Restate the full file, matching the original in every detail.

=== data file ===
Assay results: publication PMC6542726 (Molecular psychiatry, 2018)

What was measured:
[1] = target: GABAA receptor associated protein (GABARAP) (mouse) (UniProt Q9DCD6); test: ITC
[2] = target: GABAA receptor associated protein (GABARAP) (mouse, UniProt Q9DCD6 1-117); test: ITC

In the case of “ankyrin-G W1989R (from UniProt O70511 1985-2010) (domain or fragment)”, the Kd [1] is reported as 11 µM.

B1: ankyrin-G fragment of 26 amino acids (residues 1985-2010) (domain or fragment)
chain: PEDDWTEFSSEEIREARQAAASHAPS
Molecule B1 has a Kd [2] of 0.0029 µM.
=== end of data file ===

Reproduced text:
Assay results: publication PMC6542726 (Molecular psychiatry, 2018)

What was measured:
[1] = target: GABAA receptor associated protein (GABARAP) (mouse) (UniProt Q9DCD6); test: ITC
[2] = target: GABAA receptor associated protein (GABARAP) (mouse, UniProt Q9DCD6 1-117); test: ITC

In the case of “ankyrin-G W1989R (from UniProt O70511 1985-2010) (domain or fragment)”, the Kd [1] is reported as 11 µM.

B1: ankyrin-G fragment of 26 amino acids (residues 1985-2010) (domain or fragment)
chain: PEDDWTEFSSEEIREARQAAASHAPS
Molecule B1 has a Kd [2] of 0.0029 µM.